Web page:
Why these angst-inducing patterns of attending are not ordinarily apparent to us

In considering the question of why these kinds of mental exercises should be needed to support recognition of these patterns and habits of attending that shape so much of our felt sense of everyday life, it is useful to reflect on the way we attend when we first come into the world, and how this incrementally changes during development. As any parent can attest, we start off as sensate creatures; attention focuses on bodily sensations—touching, tasting, hearing, seeing, and their pleasant and unpleasant feeling tones. Parents get to hear loudly when it is unpleasant. As language and socialization develop, cognitive processes become gradually integrated into the perception of sensations and feelings, and woven into the fabric of the emerging “I”; an implicitness that makes them inaccessible through the usual processes of memory recall, and so invisible to us. In this way, these patterns become the everyday water of experience we swim in and are not noticed in the way water is invisible to a fish.

The developmental process of this moment-to-moment forming and reforming of conditioned perceptual mental processes implicitly shaping our felt sense in the everyday world can be illustrated through the parallels it shares with the process of learning to read. When, as adults, we see a sentence such as “The cow jumped over the moon,” some thought or image is immediately created in our minds, probably involving a cow and the moon. We are not consciously aware of the process of recognizing the letters and their combinations as words comprising the sentence—it has become automatic. We may not even be consciously aware that we are reading. But of course we did not start off with this immediate recognition. Rather, we went through a painstaking process of learning letters and how they combine to form words that can then be joined in sentences to abstractly represent the world and our experience of it.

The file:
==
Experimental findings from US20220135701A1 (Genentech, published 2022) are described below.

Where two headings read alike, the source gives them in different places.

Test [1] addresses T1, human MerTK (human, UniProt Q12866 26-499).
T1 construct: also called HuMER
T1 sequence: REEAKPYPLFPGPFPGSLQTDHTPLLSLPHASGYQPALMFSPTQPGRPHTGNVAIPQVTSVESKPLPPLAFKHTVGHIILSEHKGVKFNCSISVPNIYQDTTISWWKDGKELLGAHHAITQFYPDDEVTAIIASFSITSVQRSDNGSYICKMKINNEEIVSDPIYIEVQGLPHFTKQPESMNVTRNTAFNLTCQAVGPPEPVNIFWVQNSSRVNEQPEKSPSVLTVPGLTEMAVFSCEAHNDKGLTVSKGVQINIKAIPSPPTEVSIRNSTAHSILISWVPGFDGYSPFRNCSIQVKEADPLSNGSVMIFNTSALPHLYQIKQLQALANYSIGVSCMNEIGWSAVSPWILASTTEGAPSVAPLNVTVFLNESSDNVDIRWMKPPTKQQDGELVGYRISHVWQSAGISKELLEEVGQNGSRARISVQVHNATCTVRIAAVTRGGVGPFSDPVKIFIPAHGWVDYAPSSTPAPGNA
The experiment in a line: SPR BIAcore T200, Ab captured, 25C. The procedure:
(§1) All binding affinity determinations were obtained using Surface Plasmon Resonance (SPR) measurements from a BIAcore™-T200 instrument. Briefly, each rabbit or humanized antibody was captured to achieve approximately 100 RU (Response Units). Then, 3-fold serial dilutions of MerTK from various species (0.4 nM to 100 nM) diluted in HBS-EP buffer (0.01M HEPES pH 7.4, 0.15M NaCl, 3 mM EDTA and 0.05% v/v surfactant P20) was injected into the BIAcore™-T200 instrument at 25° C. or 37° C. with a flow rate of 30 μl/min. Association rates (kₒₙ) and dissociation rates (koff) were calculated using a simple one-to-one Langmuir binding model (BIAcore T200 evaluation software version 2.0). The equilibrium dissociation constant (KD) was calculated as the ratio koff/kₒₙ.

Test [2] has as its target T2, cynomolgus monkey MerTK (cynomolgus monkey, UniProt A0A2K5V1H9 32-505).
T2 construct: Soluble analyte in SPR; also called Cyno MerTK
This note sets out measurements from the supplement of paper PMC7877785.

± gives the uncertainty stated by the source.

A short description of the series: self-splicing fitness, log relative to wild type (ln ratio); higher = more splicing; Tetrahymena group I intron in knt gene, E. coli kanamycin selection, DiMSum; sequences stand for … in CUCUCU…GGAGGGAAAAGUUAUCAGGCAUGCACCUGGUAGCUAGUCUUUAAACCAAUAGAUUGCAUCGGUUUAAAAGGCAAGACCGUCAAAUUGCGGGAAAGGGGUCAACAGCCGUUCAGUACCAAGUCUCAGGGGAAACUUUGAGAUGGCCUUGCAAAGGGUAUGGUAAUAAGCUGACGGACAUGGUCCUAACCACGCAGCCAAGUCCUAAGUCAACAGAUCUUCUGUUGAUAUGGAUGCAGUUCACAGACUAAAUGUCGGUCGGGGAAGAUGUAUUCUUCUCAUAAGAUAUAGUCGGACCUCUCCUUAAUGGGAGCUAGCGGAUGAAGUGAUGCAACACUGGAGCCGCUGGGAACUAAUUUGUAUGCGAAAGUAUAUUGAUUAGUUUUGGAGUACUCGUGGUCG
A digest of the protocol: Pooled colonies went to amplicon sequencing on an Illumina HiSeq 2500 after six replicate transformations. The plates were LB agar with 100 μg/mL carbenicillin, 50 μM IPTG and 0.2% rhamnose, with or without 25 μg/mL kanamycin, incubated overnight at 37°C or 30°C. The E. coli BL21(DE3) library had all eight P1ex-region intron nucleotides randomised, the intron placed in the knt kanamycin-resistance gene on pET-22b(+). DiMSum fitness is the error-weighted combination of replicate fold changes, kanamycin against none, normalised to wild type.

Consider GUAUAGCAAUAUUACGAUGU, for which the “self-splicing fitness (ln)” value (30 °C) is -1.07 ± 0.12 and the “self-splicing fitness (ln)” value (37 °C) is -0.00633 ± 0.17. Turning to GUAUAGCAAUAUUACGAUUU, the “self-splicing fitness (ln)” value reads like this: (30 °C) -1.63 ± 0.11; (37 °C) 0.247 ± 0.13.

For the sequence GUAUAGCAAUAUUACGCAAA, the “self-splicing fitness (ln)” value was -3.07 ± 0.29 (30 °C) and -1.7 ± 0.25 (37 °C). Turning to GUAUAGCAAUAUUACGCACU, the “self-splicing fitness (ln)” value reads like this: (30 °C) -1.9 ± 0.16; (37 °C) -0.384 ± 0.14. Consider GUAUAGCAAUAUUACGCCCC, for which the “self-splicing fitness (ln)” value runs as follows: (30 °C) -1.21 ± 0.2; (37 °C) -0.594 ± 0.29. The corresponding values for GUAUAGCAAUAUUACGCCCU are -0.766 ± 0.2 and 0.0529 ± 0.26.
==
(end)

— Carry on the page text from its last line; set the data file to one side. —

Meditation practices are designed to help us recognize perceptual processes that have become as automatic as reading. To torture the metaphor a little further, they help the practitioner to recognize that everyday experience is comprised of sentences constructed from the letters that are fundamental components of experience: thoughts/images, sensations, and their pleasant/ unpleasant feeling tones. Meditation practices support this recognition in three interconnected ways: (1) cultivating curiosity about how the valence of experience is constructed from moment to moment—without this interest the rest does not follow; (2) experientially recognizing and discriminating between the components comprising experience and the near-immediate formation of their closely associated conditioned cycles; and (3) developing some capacity for self-regulation of attending in the face of this.

Before going on to the second sense in which meditation practice is used, it is useful to consider for a moment the widely varying goals people have in mind when approaching meditation and how these variations may shape the way it is described and approached.

 
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